Every year, while growing up, our family went on a big vacation. My mom was and still is the Queen of saving money. I’m going to share with you some of her Money Saving Tips for Family Vacations.
We always have teased my mom about how she always get the “good deals”. Everyone knows that she will not buy something unless it’s on sale or on clearance. All the kids and grandchildren know that if they have to return a gift, they will not be getting full price for it! All teasing aside, she is one smart cookie when it comes to saving money. I asked her to give me her tips on budget vacations with family.
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Money Saving Tips for Family Vacations
- Planning as far in advance as possible – She would do all the research. (remember no internet at that time, so trips to the library). She also would plan out our meal cost, hotel cost and gas cost. We all (5 children) were involved in saving money for our family vacations. If we wanted spending money to buy souvenirs we needed to save it ourselves. We also had a change jar. In this jar was money for our favorite place to get ice cream, Dairy Queen! I remember mom putting the money in one of my dad’s socks to keep it separate from the rest of the vacation funds.
- Never go in debt for a vacation! – My parents never went in debt for any vacation. She said “This is just not good practice!”. No one said a family vacation has to be 1000 miles away! If you can’t afford to go on a “big” vacation, find something within a 3-4 hour drive. It lets you see new places and it will still be a vacation! If you go into debt while vacationing, it is just going to add stress that is unnecessary.
- You have to think cheap – There is a quick story behind this…Mom would always tell us where we would be staying that night. I remember at that time the motto for Red Roof Inn was sleep cheap. We were all hoping we didn’t have to sleep cheap that night ’cause we wanted a swimming pool! But seriously, Red Roof Inn at that time was a nice hotel, that was within my parents budget. Also, for your sites to see, always look for places that are near free or free. The kids won’t know the difference and they will still have a blast!
- Mealtime – We always had one big meal a day. They would try to find a buffet restaurant to eat at for lunch. Lunch prices are less than a dinnertime price. If we couldn’t find a buffet we would stop at a restaurant. Before we even went in, my parents would tell us how much we each could spend on our meal. If we went over it then we would have to pay the difference out of our souvenir money. Well, none of us wanted to waste our money on food!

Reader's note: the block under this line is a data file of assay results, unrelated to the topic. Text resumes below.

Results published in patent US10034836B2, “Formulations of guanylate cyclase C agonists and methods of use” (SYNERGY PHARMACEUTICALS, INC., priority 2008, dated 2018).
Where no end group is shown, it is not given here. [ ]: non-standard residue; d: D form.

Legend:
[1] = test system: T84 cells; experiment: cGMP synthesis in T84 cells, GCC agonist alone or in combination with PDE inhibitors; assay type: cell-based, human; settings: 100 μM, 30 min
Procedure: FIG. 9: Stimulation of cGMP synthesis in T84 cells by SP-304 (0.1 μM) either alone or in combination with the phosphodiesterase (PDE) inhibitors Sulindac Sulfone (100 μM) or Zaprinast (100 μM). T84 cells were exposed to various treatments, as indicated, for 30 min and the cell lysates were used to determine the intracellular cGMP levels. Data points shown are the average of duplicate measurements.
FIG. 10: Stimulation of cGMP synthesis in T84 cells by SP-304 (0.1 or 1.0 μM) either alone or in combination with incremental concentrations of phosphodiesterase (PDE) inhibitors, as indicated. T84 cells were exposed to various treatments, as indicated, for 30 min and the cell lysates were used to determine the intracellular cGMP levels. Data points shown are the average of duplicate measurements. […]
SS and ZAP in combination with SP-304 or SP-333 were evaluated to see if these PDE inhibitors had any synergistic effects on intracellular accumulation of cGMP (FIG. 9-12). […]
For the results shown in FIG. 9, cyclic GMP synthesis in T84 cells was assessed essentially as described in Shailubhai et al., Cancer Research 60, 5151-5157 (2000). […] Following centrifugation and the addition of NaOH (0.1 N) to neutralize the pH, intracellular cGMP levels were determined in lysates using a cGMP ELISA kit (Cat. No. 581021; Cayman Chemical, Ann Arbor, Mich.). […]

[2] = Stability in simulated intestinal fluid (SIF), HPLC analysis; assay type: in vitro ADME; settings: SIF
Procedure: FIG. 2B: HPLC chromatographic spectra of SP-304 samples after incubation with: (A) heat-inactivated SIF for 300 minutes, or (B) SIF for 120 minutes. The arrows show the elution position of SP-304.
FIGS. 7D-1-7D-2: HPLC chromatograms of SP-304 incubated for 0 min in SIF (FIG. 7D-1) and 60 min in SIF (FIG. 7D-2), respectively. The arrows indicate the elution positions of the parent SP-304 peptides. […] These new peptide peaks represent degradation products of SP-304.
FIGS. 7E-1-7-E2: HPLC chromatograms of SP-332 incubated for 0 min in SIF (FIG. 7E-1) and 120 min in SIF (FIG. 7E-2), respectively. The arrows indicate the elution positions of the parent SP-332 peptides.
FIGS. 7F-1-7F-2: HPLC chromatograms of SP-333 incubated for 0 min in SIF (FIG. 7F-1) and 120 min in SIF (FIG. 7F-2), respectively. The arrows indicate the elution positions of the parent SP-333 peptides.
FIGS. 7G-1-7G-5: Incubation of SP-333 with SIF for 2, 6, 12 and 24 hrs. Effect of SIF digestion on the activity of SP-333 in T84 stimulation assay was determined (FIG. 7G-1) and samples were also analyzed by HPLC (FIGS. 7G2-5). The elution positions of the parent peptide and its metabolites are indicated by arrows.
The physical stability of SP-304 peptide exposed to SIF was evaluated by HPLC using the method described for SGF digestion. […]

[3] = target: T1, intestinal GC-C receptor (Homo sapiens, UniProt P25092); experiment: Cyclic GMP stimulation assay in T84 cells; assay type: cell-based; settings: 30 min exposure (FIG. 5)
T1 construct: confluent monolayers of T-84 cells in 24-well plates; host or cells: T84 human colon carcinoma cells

For the other meals we would do picnic style. If it was a traveling day, my parents would leave at 5am. Us kids would go back to sleep in the car for a couple hours. They would then pull into a rest area and we would have a picnic breakfast. Mom had milk and juice that she had frozen (that was also helping to keep the rest of the food cold). It was thawed by then and we had disposable cups for our cereal and had our juice. We would then stop for lunch (our big meal) and then pull into the hotel by check-in time (which was usually 3pm). If we weren’t sleeping cheap for the night there would be a pool and we would swim and have a picnic at the poolside.
She always had fruits, veggies, chips and other goodies to snack on along the way!
- This Day and Age – I want to share something that wasn’t available to us “back in the day” (as my kids say it). Reward points! When ever my husband travels he accumulates reward points. We have taken several trips and not have to pay for our hotels. Check to see what you use regularly and make sure to get involved in their rewards program.
Looking back and after talking with my mom about our family vacations, I never really knew that there were years where we couldn’t go on a “big” vacation. I always thought that each vacation we took was a big one. Your children aren’t going to remember that the vacation was “cheap”, they are going to remember the laughter, the sites and the time together!
I’m going to leave this last thought from my mom. “Adjust trips to the reality of what your money is.”
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